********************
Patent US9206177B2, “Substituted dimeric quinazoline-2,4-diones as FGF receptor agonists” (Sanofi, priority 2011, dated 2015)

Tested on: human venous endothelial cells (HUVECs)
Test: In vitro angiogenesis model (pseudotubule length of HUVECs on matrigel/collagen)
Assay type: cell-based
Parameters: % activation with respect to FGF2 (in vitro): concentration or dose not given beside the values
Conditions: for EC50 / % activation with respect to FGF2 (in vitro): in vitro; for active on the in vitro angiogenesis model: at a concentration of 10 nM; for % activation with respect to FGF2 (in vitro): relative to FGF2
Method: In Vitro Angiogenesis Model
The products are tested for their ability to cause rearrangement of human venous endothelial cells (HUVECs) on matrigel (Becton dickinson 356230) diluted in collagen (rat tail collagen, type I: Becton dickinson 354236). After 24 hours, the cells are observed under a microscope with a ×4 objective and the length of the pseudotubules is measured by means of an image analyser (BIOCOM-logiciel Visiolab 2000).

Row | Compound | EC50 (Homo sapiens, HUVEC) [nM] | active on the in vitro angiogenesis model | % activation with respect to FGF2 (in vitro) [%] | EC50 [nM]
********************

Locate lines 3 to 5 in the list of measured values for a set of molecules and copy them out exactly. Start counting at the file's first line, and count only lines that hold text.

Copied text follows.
Test: In vitro angiogenesis model (pseudotubule length of HUVECs on matrigel/collagen)
Assay type: cell-based
Parameters: % activation with respect to FGF2 (in vitro): concentration or dose not given beside the values